EMERGING MARKETS-Latam currencies pare gains after oil slumps

miércoles 13 de enero de 2016 19:17 GYT
 

(Recasts after oil slump, updates with closing market prices)
    By Bruno Federowski
    SAO PAULO, Jan 13 (Reuters) - Latin American currencies
ended mixed on Wednesday due to volatility in oil prices, which
fell to near a 12-year low after a brief rally earlier in the
day.
    Currencies in the region first rallied after Chinese total
trade fell less than expected in December, allaying concerns
about weakness in the world's top consumer of commodities.
 
    But Latin American markets were dragged down by Brent crude
prices, which fell below $30 a barrel for the first time since
April 2004 as data showing growing stocks of oil in the United
States stoked fears about oversupply. 
    The Colombian peso closed up 0.7 percent after
earlier strengthening 1.6 percent, while the Brazilian real
 ended the day up 0.1 percent after earlier rising 1.7
percent. Meanwhile, the Mexican peso closed down 0.3 percent at
17.9475 per dollar, also on the back of the fall in oil prices.
    Brazilian equities also closed down after initial
gains, falling below 39,000 for the first time in nearly seven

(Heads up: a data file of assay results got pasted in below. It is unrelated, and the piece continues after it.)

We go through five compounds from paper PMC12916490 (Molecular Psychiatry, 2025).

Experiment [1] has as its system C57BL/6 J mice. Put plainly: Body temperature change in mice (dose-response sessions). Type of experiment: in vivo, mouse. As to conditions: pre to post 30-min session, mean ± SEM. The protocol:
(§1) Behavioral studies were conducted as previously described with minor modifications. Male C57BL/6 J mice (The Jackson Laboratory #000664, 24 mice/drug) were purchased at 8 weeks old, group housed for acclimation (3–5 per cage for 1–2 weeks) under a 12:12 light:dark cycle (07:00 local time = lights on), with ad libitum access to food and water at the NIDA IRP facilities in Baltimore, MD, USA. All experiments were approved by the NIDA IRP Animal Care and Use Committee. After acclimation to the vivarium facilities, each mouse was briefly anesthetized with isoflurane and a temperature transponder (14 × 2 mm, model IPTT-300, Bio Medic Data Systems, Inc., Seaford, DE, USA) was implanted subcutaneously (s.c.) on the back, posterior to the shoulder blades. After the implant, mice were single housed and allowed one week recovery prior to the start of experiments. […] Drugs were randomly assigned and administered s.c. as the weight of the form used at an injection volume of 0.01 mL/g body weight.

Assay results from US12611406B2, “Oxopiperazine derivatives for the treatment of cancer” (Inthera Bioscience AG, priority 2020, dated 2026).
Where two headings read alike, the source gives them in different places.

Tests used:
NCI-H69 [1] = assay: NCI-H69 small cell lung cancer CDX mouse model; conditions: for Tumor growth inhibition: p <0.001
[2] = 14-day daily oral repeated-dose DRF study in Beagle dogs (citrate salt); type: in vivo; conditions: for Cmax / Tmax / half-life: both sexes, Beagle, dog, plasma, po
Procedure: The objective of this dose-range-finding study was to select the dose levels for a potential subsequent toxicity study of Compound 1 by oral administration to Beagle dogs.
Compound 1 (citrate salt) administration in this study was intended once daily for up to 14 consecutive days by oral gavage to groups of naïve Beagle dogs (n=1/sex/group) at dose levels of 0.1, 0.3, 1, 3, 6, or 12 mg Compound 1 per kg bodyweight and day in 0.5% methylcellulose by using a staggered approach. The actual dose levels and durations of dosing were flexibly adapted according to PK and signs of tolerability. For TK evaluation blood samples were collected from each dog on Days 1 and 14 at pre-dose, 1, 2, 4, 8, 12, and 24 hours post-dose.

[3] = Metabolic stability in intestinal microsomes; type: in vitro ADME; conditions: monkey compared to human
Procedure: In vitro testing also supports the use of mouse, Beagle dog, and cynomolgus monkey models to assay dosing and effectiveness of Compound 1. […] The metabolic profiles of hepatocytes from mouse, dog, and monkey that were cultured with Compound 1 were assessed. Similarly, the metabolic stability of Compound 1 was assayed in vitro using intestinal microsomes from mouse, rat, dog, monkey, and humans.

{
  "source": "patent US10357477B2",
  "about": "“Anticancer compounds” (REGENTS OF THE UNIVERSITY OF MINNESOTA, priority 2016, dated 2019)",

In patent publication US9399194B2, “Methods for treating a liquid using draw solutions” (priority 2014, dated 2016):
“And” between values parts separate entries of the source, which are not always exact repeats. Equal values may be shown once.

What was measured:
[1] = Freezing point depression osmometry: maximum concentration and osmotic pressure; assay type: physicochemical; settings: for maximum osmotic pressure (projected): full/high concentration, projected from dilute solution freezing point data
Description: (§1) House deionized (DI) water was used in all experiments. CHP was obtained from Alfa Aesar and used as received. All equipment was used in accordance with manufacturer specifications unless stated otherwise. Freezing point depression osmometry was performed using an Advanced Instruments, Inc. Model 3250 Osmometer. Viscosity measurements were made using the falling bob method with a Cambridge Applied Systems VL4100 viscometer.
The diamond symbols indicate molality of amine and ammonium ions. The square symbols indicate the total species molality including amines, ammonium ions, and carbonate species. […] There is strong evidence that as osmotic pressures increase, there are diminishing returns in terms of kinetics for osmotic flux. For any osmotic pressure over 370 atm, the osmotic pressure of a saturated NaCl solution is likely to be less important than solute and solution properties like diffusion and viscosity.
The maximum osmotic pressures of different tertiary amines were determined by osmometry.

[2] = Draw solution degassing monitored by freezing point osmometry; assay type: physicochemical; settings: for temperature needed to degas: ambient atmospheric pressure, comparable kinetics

years on the back of oil prices.

    Latin American stock indexes at 2230 GMT:
 Stock indexes                               daily %    YTD %
                                              change   change
                                  Latest              
 MSCI Emerging Markets               729.56     0.88    -8.13
 MSCI LatAm                         1664.89     0.28    -9.01
 Brazil Bovespa                    38944.44    -1.44   -10.16
 Mexico IPC                        41008.78    -0.03    -4.58
 Chile IPSA                         3531.58     0.12    -4.04
 Chile IGPA                        17492.88     0.12    -3.63
 Argentina MerVal                  10305.92    -3.29   -11.73
 Colombia IGBC                      8049.42     1.64    -5.83
 
 (Reporting by Bruno Federowski, additional reporting by Anna
Yukhananov; Editing by Paul Simao and Diane Craft)